Lawyer Disqualification and Legal Malpractice

It seems obvious that in civil litigation the same lawyer or law firm cannot represent both sides of the case. But what if the lawyers for one side of the dispute have previously represented the party on the other side, or currently represents that party in separate matters? Or, what if a lawyer representing one party to a litigation case leaves his or her law firm and goes to work at the firm representing the adverse party in the case? Lawyers are “jumping ship” all the time these days.

Such instances raise serious conflicts of interest questions that should be carefully explored by a qualified expert. And those fact patterns almost inevitably lead to motions in the litigation to disqualify the lawyers. What is the basis for such motions, what is the effect, and do such disqualifications rise to the level of legal malpractice?

First, the issue of standing must be considered. A party bringing a motion to disqualify a lawyer in litigation should be involved in and affected by the conflict of interest. In other words, the lawyer sought to be conflicted out of the case must have represented you or your entity. A person will generally not be successful in disqualifying a lawyer on the other side just because that lawyer has a conflict of interest in representing the party on the other side and some third party. Generally, the person bringing the motion to disqualify must have standing, which usually means only a client or former client may move to disqualify opposing counsel in a an action.

One California case (Colyer) found an exception to the general standing rule and, applying California law, concluded that a non-client litigant may seek an attorney’s disqualification from an action “where the ethical breach so infects the litigation in which disqualification is sought that it impacts the moving parties’ interest in a just and lawful determination of her claims…In such case…, the prudential barrier to litigating the rights and claims of third parties… would be overcome by the Court’s inherent obligation to manage the conduct of attorneys who appear before it and to ensure the fair administration of justice.” Although announcing the exception, the court refused to order disqualification.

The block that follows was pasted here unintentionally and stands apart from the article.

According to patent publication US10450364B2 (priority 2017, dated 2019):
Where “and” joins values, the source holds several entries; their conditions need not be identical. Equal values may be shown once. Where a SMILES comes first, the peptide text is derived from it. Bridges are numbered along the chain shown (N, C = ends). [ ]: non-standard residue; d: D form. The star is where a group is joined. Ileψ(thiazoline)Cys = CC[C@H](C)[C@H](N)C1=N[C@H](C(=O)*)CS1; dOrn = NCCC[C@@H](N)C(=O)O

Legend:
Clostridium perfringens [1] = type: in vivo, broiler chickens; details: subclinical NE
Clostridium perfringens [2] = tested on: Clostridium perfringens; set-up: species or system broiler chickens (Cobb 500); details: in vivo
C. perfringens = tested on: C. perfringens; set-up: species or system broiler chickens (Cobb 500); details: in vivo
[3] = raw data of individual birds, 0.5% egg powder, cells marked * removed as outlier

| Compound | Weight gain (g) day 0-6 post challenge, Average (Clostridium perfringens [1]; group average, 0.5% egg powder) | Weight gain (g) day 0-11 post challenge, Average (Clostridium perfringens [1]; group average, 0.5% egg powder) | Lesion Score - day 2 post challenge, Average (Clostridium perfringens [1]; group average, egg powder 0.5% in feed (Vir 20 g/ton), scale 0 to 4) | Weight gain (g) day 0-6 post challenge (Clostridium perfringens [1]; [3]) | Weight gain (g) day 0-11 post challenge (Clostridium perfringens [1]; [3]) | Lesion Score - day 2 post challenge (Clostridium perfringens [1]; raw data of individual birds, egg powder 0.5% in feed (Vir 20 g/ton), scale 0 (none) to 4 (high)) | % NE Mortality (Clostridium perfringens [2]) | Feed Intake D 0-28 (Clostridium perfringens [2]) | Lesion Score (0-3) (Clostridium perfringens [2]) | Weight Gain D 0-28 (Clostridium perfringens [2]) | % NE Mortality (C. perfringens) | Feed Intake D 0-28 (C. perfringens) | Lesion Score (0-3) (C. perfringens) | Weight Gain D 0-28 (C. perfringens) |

The basis for a motion to disqualify opposing counsel is generally that a conflict of interest exists because that attorney has previously represented the client, and as a result of that representation gained confidential information which could be used to harm the former client’s interests in the case. Surely, lawyers are not strictly prohibited from ever suing a former client on behalf of a new client, but if there is a substantial relationship between the first representation and the issues in the litigation, the Courts will likely presume that confidential information was obtained and disqualify the lawyers. If, on the other hand, the two matters are unrelated, but the moving former client can still show that the lawyer did, in fact, receive potentially damaging confidential information, it is likely a motion to disqualify would be granted.

The effect of the granting of a motion to disqualify opposing counsel does not necessarily give rise to a legal malpractice claim, although it might. The initial effect is, of course, to eliminate the adversary’s counsel of choice in the case and force them to obtain new counsel. And that new counsel should not be allowed to have the benefit of the thinking of the disqualified lawyer. In the disqualification process, communications between the old and new lawyers should be prohibited.

As to any potential legal malpractice claim, such a claim would still require proof of both causation and damages, since a conflict of interest is still just another form of negligence or conduct below the standard of care. So a client would still have to establish causation and damages even after a successful motion to disqualify.

Certainly the legal fees and costs associated with the successful motion to disqualify could be considered damages, and they may be significant, depending on the scope of the fight. And, if other damages arising from the conflict of interest can be identified, a significant legal malpractice claim may be justified.

In any case in which a successful motion to disqualify opposing counsel has been brought, the facts of the situation should be evaluated by a certified legal malpractice specialist. At Stanford, Ryan & Associates, APC we have reviewed dozens and dozens of cases involving the disqualification of counsel. We would be pleased to speak with you should you find yourself in that situation.